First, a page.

The remaining sixes are SIFTED / FISTED, STAKED / TASKED, and STADIA.

Anushan: SKATED
Kim: [invalid -- FADIEST]

Scores: Anushan 16 (20), Kim 8 (18), me 48

Round 6: Target 392 from 100 75 8 5 1 2

The offset for the standard method is 8, and so it's just a question of getting to 400 with the rest.  That led me to 392 = (5 - 1)*100 - 8.  Then I noted that 400 was 8*50, yielding the factorisation 8*49 and so an alternative solution of 392 = (100/2 - 1)*8.  Switching tacks, I looked at working up from 375; the offset of 17 was also manageable, giving 392 = 5*75 + 2*8 + 1.

The game has see-sawed quite a bit, but Kim's weakness in the numbers allows Anushan to scoot clear.  She has rather strangely not managed to get near; Anushan has solved this fairly quickly with the first solution that I listed.  Lily demonstrates a minor tweak of it as an alternative: 392 = (5 - 1)*(100 - 2).

Anushan: 392
Kim: [not in range]
Me: 392
Lily: 392

Scores: Anushan 26 (30), Kim 8 (18), me 58

Second break: IVY ATTIC ("Pretend to be busy")

In this clue, "pretend" is cluing the ACT of ACTIVITY.

Round 7: H R E T I M O D E

I had THEIR, an uncertain MITHER (valid: "Chiefly British to confuse; bewilder"), MOTHER, MOTHERED, and wondered about HERMITED (not valid).  After time I noted some sevens: DEMERIT / MERITED and HEIRDOM.  I'm glad that the last letter was not an R, as I could not decide if THERMIDOR would be valid (it is not).

Kim has the six of THEMED, while Anushan takes the unwise risk of REMOTED (not valid).  He had to declare first this round; if he had gone second then I hope he would declared the safe six of REMOTE -- it would take Kim beating him in the numbers to have a chance if so, which seems quite unlikely based on current form.  David has found the best option of MOTHERED.

The other eight is MITHERED.  The other sevens are THEOREM, MITERED / RETIMED / DIMETER ("Prosody a verse or line of two measures or feet"), REHOMED / HOMERED, MOTHIER, ETHMOID (one of the bones in the skull), and THEROID ("having animal propensities or characteristics") / THORIDE ("any of several natural radioactive isotopes which occur in the radioactive series containing thorium").

Anushan: [invalid -- REMOTED]

Scores: Anushan 26 (30), Kim 8 (24), me 66

Round 8: Target 215 from 50 25 5 2 8 8

This felt a little tricky, perhaps due to not having many odd numbers to work with.  The obvious starting point seemed like 8*25, and somehow I missed the continuation 8*25 + 8 + 2 + 5.  Wow.  Instead I tweaked to a fallback one-off 216 = 8*(25 + 2).  Fortunately when I considered working down from 250 I did find a solution, otherwise I'd have been very unhappy with myself.  That solution was 215 = 5*(50 - 2) - 25.  After time I thought about 240 - 25 some more, and found another solution of 215 = 8*(8 - 2)*5 - 25.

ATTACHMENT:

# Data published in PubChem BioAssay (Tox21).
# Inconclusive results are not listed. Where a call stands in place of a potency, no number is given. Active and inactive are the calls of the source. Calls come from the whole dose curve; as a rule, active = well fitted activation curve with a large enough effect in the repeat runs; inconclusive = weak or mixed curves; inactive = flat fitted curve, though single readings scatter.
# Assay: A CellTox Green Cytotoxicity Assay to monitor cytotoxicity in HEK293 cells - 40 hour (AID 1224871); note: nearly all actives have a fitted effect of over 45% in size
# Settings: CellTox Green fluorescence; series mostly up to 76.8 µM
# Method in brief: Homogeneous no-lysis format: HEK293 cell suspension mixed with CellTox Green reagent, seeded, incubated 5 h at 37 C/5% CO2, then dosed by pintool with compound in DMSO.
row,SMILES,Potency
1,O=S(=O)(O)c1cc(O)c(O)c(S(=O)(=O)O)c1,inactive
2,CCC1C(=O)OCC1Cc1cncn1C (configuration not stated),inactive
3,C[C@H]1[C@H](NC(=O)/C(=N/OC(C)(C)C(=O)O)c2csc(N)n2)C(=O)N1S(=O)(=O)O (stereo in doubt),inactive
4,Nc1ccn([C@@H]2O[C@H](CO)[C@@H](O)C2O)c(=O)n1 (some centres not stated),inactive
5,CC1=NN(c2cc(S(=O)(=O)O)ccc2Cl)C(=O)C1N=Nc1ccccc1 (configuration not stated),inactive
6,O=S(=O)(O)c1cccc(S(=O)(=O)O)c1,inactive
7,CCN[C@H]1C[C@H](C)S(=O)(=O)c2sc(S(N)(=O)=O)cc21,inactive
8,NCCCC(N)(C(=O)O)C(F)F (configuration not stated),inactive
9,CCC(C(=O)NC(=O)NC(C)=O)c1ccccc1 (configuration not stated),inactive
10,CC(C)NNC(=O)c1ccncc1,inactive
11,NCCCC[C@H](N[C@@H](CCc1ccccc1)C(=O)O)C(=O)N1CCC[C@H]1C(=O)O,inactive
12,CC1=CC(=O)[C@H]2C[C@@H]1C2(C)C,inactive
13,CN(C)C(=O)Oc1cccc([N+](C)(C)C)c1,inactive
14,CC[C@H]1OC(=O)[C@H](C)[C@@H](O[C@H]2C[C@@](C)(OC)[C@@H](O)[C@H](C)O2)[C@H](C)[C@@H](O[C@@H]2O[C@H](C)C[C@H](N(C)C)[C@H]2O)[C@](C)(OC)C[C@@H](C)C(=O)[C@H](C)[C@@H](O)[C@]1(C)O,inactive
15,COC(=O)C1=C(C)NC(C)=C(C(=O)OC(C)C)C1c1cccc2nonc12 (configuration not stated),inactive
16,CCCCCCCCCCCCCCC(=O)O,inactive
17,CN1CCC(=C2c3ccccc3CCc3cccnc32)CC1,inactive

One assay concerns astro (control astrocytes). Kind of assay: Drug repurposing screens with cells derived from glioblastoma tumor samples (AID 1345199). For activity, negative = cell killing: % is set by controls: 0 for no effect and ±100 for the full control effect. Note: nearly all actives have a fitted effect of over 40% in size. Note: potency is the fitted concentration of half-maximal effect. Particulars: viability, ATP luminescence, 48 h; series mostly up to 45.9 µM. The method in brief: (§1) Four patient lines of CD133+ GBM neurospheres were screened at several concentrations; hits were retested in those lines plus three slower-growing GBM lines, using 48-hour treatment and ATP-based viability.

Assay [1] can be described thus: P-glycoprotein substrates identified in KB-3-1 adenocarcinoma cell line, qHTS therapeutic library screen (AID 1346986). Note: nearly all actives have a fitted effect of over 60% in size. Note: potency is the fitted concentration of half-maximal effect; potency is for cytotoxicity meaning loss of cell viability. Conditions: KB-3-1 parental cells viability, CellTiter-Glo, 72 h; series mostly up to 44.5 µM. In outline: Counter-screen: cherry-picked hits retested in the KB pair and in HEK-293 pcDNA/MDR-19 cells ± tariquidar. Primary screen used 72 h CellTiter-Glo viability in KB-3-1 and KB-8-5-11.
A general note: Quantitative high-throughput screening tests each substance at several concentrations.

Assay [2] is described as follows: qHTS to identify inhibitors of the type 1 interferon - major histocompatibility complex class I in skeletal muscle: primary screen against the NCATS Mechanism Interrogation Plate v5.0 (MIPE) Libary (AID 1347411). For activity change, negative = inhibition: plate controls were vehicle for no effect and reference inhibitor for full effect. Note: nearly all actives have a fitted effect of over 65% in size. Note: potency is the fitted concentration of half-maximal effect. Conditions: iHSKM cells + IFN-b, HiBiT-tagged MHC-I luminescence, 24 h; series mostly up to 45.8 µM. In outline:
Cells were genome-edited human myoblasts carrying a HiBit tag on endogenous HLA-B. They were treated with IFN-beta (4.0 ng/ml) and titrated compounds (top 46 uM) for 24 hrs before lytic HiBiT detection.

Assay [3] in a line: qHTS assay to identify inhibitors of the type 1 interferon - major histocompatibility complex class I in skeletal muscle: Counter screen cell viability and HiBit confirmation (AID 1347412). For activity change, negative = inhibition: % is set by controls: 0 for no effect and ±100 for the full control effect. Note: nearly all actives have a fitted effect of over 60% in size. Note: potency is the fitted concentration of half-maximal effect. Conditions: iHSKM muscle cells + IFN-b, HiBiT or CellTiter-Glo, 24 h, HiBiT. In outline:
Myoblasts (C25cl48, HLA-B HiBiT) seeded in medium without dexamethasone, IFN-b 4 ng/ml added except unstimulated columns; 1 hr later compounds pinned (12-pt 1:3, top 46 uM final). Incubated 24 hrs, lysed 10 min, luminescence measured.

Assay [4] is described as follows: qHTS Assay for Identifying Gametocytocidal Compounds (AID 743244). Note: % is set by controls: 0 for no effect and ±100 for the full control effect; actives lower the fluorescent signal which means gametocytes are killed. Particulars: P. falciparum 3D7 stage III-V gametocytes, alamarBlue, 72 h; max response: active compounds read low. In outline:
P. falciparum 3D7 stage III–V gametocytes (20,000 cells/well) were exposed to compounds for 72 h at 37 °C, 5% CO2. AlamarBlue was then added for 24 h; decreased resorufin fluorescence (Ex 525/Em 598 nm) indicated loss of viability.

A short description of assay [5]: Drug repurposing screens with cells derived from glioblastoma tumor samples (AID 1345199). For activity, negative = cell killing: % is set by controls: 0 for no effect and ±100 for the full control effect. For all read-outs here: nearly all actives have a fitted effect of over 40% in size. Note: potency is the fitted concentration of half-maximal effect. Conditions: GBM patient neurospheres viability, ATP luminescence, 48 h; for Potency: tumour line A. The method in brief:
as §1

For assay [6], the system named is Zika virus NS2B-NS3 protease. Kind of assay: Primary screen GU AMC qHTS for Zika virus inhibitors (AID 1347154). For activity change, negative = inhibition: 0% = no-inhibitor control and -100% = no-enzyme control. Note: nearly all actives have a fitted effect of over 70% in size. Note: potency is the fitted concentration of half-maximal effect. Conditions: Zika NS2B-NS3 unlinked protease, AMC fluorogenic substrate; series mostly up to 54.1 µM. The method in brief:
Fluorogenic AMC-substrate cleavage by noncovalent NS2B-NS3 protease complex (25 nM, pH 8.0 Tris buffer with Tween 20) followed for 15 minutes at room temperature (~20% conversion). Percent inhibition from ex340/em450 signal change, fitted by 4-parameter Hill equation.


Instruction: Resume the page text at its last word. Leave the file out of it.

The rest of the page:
The contestants have each ended up two off the target, although in different directions.  Kim has 217 = (8/2)*50 + 25 - 8.  Anushan, meanwhile, has 213 = (8/2)*50 + 8 + 5.  If only he'd made the 200 as 8*25 instead then he could have solved this.  Lily has ably found the solution 215 = 5*50 - 25 - 8 - 2.

That result keeps Kim in touch, and the conundrum will matter.  If Anushan loses this he may very much regret chancing REMOTED in round 7.

Anushan: 213
Kim: 217
Me: 215
Lily: 215

Scores: Anushan 26 (37), Kim 8 (31), me 76


When a Y is around, it's frequently worth checking for -LY, -ITY, and -ARY endings.  In this case only the last was available and it was not quite correct.  But it got me thinking of the right "sound", and so guided me to the answer of MACHINERY.

Anushan does well to solve this just past the halfway mark, and may be a little relieved.

Anushan: MACHINERY (16s)
Kim: [no answer]

Scores: Anushan 26 (47), Kim 8 (31), me 86

It was very much a seesaw battle tonight, with the lead changing hands several times.  Anushan was very much the better on the numbers, gaining 20 points there, but Kim's superior form on the letters kept her in touch.  Anushan would have had a more comfortable win if he had not tried an invalid word, but one could equally well say that it would have been closer if Kim had not done the same.  The end result was a nice close game, and the conundrum is always more interesting when it matters.

I had a maximal result tonight, which was nice.  Sam would, of course, point out that it can't be considered optimal with that conundrum solution speed, and it's a fair point.  Still, it's a nice way to start the week.


Mike Backhouse said...

PLAITED (well done Geoff on the full monty)
TAMER and seconds out of time saw MONSTER. (David Bowie's STARMAN has not made it to my second edition)
MOTHER (pls don't rub it in!)
8*(25+2)=216, 1 off and went slightly over

Sam G said...

Another good game for you, Geoff, your sub-optimal conundrum time certainly beat mine.

I wasn't close to finding DUPLICATE in Round 1, afterwards I thought that using the -ATE (which I didn't) must have been the only approach. However, when David said there was a nine-letter word, I only took about three seconds to get it. It really is different when you know there is a word using all the letters. Otherwise, if you have a seven-letter word, focus can be more on finding an eight.

1. PLAITED, nearly tried the invalid CULPATED.
3. 441 = 9*(50 - 1)
6. 392 = (100/2 - 1)*8
8. 215 = 8*25 + 8 + 2 + 5, also Lily's way.
9. MACHINERY, 25-30s

Geoff Bailey said...

Heh, STARMAN (or STARMEN, rather) -- amusing. I guess it's still waiting in the sky.

Sam: Yes, totally, knowing that there is a nine makes it vastly easier to find. Bizarre how the mind works.